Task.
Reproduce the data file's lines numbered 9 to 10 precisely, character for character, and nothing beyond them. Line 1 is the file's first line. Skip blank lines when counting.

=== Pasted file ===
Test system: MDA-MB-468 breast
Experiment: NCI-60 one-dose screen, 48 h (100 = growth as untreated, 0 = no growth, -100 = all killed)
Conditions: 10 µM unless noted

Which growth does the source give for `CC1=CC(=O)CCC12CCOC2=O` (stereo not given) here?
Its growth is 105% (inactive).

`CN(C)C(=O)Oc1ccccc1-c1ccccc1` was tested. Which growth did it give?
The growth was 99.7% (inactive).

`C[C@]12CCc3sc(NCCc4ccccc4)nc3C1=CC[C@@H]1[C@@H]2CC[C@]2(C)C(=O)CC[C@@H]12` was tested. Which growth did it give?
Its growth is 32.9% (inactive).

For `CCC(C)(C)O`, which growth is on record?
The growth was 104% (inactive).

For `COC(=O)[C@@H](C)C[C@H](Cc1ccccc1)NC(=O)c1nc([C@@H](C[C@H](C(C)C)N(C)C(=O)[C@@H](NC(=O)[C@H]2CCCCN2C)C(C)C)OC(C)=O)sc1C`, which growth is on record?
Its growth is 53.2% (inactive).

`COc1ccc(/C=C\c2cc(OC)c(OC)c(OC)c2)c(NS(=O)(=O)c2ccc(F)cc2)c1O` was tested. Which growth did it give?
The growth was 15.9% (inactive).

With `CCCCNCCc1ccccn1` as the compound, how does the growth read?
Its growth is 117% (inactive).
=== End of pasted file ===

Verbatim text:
Its growth is 32.9% (inactive).

For `CCC(C)(C)O`, which growth is on record?